Yet, again, whilst enormous work has been done in the past few decades to counter the women's side of this stereotype, the male side has, if anything, been reinforced. There are constant demands that men should say what they feel - but are actively silenced or denigrated if they do. The Melbourne journalist Terry Lane commented that the instant response of his wife and daughter to his innocuous comment that he'd 'like to climb the Himalayas whilst he still had the knees to do it it' was "You don't feel that! You can't feel that! You shouldn't feel that! You have no right to feel that!" - the notion that he actually did feel that was simply not permitted to exist. Yet our feelings are our link into reality: if our feelings are constantly denied by others - if we are constantly told that we do not feel the feelings we actually experience - we slowly lose touch with reality, and may eventually go insane. In many ways, this is actually the so-called 'normal' experience of most males, especially in mother-dominated or mother-only households... yet our society 'blames the victim' in these cases because they are male... More disturbing is that many self-styled 'feminists' have argued, either implicitly or even explicitly, that women have an inalienable right to abuse males, on the assumption that men have no feelings, therefore cannot be hurt, therefore must accept whatever abuse any woman cares to dish out (for example, Dale Spender's oft-repeated exhortation to "insult at least three men a day, on principle, to keep them in their place"). The reality, as shown in a Australian national study, is that adult males experience at least as much psychiatric illness arising from abuse as women, and adolescent males at least twice as much psychiatric illness arising from abuse - yet support services are reserved almost exclusively for women, on the assumption that men's feelings simply do not matter... ...read more.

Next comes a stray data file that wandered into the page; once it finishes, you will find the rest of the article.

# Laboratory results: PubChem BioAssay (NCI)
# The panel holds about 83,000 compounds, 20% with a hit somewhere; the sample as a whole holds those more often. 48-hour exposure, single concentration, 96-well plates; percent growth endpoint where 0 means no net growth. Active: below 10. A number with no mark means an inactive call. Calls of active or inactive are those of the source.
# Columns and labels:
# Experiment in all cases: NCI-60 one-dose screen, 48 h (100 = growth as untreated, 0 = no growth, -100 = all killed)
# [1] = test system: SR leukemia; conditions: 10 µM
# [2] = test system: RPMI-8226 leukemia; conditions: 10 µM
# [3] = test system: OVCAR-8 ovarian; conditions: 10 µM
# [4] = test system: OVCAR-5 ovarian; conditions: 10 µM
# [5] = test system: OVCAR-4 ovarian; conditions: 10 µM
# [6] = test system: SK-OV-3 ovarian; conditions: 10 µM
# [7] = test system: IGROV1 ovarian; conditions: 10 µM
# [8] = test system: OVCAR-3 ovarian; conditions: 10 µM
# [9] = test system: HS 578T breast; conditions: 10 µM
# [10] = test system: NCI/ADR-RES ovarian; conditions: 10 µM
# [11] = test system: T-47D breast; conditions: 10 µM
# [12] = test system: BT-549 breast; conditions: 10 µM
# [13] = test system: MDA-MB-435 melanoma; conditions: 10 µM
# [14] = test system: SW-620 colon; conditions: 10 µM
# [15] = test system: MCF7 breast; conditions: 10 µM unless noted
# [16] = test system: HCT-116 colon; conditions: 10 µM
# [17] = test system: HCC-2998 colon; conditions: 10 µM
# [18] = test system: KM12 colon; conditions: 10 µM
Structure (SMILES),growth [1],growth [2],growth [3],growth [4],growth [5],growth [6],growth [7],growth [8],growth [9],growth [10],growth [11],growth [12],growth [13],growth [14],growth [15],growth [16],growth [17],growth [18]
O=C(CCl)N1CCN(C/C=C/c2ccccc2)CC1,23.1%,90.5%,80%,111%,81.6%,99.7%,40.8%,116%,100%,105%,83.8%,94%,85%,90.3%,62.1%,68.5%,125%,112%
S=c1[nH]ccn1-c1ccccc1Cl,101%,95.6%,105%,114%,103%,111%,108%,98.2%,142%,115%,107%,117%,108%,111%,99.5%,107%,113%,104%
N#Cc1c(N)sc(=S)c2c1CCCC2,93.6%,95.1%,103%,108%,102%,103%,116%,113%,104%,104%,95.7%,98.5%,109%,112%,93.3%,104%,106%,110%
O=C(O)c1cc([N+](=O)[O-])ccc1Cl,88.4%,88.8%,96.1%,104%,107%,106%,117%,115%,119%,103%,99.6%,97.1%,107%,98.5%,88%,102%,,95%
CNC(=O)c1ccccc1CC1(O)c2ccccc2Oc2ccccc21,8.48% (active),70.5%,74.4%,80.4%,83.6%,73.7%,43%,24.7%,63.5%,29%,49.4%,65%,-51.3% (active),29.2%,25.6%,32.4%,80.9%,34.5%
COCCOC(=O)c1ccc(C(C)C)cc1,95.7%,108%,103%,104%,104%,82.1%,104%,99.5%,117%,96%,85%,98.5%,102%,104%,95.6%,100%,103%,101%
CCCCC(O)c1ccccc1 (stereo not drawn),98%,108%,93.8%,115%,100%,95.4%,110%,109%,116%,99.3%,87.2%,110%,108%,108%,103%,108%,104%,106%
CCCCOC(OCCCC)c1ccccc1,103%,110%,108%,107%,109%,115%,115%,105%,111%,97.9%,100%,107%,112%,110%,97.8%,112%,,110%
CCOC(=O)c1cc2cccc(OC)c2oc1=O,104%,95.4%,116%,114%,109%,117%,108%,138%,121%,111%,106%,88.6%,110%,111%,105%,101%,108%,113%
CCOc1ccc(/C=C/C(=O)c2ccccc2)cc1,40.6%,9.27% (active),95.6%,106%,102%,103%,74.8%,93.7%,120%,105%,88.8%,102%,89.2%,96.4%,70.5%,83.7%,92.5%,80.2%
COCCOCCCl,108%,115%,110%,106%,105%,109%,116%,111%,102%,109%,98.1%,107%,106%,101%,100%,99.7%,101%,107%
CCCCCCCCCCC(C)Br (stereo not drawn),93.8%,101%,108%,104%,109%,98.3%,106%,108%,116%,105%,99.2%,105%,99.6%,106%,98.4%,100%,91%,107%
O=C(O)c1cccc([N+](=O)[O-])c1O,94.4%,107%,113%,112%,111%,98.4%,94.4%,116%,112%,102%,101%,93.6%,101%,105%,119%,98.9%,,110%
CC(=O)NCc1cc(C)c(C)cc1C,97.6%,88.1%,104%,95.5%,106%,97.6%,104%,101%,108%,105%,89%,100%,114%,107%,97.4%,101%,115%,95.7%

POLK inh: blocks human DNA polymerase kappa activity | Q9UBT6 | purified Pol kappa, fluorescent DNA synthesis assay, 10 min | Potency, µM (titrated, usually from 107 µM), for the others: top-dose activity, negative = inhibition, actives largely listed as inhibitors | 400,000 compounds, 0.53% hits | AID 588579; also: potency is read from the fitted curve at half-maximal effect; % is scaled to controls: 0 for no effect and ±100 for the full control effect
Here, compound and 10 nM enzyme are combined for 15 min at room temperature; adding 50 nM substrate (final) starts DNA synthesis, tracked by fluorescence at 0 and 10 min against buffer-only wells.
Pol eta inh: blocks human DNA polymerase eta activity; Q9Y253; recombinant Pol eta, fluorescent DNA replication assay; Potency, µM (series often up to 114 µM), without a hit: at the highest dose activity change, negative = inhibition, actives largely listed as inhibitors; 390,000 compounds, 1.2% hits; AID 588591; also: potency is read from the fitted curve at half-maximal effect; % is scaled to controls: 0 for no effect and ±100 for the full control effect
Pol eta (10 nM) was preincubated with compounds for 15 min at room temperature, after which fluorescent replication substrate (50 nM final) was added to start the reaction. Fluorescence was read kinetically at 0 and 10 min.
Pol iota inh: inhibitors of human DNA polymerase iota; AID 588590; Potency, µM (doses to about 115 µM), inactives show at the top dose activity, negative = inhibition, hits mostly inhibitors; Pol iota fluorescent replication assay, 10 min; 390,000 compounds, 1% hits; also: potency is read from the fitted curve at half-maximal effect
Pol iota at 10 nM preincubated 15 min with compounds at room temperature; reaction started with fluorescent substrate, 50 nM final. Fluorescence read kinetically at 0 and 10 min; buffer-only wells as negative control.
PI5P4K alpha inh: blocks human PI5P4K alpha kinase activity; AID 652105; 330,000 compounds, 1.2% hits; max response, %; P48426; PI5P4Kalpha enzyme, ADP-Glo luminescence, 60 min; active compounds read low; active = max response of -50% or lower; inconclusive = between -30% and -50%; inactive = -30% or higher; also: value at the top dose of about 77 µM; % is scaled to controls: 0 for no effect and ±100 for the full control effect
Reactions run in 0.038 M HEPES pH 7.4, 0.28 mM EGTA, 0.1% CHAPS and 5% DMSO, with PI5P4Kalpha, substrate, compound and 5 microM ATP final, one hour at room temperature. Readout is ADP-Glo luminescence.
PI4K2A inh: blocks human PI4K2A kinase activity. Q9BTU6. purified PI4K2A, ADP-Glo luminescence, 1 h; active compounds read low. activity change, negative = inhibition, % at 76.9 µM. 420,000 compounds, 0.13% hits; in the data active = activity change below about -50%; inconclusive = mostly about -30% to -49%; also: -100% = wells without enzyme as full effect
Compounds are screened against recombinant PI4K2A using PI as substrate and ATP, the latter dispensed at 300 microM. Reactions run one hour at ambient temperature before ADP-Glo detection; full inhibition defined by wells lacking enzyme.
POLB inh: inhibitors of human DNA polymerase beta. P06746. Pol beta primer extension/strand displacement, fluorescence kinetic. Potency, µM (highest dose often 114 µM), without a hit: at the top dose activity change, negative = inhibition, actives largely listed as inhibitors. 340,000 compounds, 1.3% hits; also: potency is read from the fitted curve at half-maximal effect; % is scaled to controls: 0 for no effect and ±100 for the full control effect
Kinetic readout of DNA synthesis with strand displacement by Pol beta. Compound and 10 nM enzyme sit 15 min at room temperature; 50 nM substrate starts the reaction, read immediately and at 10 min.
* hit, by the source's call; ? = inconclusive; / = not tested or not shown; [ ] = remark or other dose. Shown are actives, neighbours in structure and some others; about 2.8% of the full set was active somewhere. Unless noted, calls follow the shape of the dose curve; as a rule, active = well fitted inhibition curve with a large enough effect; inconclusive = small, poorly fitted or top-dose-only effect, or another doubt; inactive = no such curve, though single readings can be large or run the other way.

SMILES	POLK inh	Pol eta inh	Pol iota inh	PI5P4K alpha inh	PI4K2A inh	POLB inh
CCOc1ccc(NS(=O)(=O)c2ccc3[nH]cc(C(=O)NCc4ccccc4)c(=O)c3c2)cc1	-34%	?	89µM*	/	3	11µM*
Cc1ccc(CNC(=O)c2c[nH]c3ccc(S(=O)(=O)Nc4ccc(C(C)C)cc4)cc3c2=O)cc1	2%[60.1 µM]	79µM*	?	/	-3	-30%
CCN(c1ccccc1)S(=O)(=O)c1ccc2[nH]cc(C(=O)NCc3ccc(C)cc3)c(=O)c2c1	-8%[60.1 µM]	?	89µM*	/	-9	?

For details of the situation for women thirty years ago, see Erin Pizzey, Scream Quietly Or The Neighbours Will Hear; as Pizzey herself now argues, the situation was always much the same for both women and men, but whilst support for women has radically improved, that for men has radically worsened - a result, for the most part, of intense lobbying and intentional misinformation by self-styled 'women's organisations'. [back] 7. Again, Christina Hoff Sommers' Who Stole Feminism? provides detailed analysis of many examples. [back] Notes from visitors From: diane simard ([error: sidi544]) Date: 10-Oct-2003 gender issues l will get to you for the lucky there is no winners what you see is wwhat you get when you look please at least look with 2 wide open eyes and you will be surprise that women and children are getting miettes (french) of bread that is a good looking for the politically correct that is all now is there any solutions yes there are but the price is very very high and not politically correct and probably people around you won t like it you bet never never forget books contains half thruth (50%) l do have to get the rest which is my own conclusion and something l will live with like a blanket see you next comments l will get bak to you shorthly l do believe equally chance 50% for women 50% for men it is possible but many works From: I'm a guy, Date: 25-Oct-2003 and this article makes me uncomfortable I think feminist-sympathetic men need to be able to say what they think. Unfortunately, this piece is gratuitously hostile and bitter. Calling newspaper stories about women \"ludicrous\" looks like misogyny to me. The author needs to get his shit together. Let women figure out what \"feminism\" is. Men should claim some other term. I think \"egalitarianism\" is a pretty good word. ...read more.